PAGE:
In my previous article, we discussed how important it is to choose carefully when selecting your next beef cattle. Buying from a trusted individual can greatly increase your chance at a successful experience raising cattle.
Once you’ve found the ideal animals, it’s important to make sure facilities are prepared and ready to use before actually bringing them home.
Don’t Buy Everything
Keep in mind not to overwhelm yourself and avoid trying to purchase every single item when you bring home the first calf or two. A lot of new cattle owners (or even just small operators) will borrow or rent some items (such as a dart gun or stock trailer) from a friend in the cattle business rather than fully stocking their facilities.
This can be a great help to avoid purchasing expensive tools that you might only use once or twice a year.
Sometimes it can even be helpful to simply haul your cattle over to a neighboring ranch to get them vaccinated or treated for any issues you might run into. Oftentimes, in order for ranches to accommodate the large volume of animals they run through their working facilities, they will have not only a reliable squeeze shoot and fresh medications handy, but an entire building or area dedicated to the care of their herd.
Consider Your Cattle Facilities
When it comes to your own facilities, be sure that you have some of the most basic items covered for your cattle.
Make sure you have a sturdy fence around the pasture or lot that will keep your animals inside. (Nobody likes when cattle get onto a road.)
You need a pasture or other grassy area for them to graze in (unless you’ll be keeping them on a dry lot), free of noxious or unsafe weeds. Dangerous weeds include poison hemlock, nightshade, lupine and several others.
A shelter will not only protect from the bitter cold and wind but offer some shade during the heat of summer. It’s helpful if there are windows or portions of walls that can be opened on either side of the building to help promote good airflow and ventilation. You won’t want a fully enclosed building for cattle to stand inside during the summer.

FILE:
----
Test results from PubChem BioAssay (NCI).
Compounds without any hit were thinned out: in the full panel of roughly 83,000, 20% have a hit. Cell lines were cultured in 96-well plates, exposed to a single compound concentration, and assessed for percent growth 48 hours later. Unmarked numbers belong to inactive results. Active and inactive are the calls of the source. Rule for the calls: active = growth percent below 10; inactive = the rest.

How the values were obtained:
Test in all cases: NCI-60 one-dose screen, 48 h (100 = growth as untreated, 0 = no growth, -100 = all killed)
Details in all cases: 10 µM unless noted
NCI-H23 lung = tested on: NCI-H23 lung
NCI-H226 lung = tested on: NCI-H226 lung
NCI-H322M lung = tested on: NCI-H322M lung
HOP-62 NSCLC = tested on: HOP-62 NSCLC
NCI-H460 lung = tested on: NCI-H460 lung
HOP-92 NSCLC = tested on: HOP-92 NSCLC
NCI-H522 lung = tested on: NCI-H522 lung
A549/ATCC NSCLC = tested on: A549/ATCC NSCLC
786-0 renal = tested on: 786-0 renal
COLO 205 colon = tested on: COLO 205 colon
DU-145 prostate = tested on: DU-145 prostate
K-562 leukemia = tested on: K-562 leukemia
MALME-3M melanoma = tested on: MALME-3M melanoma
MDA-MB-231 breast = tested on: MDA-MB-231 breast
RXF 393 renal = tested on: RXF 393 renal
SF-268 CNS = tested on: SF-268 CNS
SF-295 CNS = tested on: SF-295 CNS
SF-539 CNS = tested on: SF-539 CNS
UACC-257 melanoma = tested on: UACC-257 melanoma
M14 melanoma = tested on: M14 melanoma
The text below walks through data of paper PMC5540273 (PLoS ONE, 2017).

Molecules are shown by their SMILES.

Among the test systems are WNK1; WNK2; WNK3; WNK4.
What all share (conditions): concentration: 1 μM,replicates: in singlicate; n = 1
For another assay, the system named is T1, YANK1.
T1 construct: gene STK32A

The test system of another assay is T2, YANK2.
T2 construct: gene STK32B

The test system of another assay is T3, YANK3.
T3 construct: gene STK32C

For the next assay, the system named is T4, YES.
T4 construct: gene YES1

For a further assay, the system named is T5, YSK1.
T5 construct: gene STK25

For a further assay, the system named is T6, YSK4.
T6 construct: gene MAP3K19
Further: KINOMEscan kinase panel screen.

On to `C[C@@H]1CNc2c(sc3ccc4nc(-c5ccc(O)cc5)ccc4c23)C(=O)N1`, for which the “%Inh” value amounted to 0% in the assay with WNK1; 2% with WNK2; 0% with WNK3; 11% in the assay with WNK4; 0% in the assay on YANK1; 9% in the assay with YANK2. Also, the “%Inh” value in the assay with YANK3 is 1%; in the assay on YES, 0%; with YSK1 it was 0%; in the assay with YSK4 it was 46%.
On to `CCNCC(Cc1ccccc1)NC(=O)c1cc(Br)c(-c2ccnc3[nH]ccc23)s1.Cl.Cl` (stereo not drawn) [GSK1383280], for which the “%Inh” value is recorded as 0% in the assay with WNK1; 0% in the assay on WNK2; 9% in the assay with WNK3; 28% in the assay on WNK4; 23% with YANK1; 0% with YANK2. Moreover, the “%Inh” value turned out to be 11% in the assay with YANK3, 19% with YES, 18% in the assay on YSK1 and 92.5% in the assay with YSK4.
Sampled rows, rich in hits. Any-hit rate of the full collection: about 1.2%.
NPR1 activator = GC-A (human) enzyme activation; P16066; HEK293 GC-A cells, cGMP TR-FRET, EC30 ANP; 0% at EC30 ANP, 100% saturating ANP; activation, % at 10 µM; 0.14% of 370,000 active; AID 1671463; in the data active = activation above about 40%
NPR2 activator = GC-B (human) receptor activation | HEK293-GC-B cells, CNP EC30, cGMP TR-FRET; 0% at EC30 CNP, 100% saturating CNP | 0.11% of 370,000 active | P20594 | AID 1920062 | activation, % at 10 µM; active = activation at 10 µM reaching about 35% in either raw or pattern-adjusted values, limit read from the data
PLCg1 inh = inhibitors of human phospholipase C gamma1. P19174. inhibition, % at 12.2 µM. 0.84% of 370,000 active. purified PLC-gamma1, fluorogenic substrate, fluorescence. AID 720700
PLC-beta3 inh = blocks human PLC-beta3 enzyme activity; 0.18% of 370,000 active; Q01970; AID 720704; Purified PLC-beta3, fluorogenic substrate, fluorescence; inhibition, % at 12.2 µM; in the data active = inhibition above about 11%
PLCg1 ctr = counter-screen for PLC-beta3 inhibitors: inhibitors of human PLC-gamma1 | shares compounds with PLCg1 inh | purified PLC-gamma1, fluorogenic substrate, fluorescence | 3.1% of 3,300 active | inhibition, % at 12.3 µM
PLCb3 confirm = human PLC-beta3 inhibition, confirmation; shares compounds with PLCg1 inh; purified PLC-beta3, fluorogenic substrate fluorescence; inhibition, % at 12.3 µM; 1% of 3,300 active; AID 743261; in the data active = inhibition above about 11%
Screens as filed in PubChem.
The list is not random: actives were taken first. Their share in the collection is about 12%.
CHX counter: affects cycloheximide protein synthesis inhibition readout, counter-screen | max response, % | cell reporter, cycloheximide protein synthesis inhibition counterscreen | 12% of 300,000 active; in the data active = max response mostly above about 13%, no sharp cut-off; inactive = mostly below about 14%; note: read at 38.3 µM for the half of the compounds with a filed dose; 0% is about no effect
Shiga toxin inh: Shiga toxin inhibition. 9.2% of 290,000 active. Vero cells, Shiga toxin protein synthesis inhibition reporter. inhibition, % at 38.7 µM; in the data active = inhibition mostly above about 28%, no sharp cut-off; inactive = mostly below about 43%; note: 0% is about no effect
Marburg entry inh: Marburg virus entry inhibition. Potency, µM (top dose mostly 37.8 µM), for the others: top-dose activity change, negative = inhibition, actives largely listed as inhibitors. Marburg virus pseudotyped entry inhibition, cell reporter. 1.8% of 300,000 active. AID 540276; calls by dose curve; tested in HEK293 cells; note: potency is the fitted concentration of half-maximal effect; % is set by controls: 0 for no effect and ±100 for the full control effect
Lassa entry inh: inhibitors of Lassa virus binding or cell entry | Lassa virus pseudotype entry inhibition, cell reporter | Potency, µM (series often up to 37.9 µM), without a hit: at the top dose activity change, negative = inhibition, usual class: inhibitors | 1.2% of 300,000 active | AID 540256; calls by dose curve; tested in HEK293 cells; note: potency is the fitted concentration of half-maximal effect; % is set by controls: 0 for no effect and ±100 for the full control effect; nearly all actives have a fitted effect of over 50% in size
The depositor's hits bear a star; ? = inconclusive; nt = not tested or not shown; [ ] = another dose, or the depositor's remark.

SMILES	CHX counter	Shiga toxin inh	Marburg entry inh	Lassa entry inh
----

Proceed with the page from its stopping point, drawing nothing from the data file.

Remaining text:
An Emergency Setup
A strong, separate pen or enclosure should be available in case of a veterinary emergency and the need to separate or confine an animal.
Cattle need hay feeders as well as mineral feeders, depending on the time of year and current feeding regime. Dedicated places for salt and mineral blocks to sit up off of the ground can also be helpful.
Water Trough or Tank
A clean water trough or tank is also an absolute necessity. Regardless of the time of year or current temperature, cattle will need access to good, clean water. If the temperature is over 95 degrees, cattle will need more than 4 gallons of water per 100 pounds of body weight (according to cattle writer Heather Thomas). This means that a 500-pound animal can drink over 20 gallons of water a day.
There are a variety of ways to provide fresh, accessible water for your cattle. Functioning windmills can pump fresh water into a tank, provided you have enough wind to keep them pumping a sufficient amount.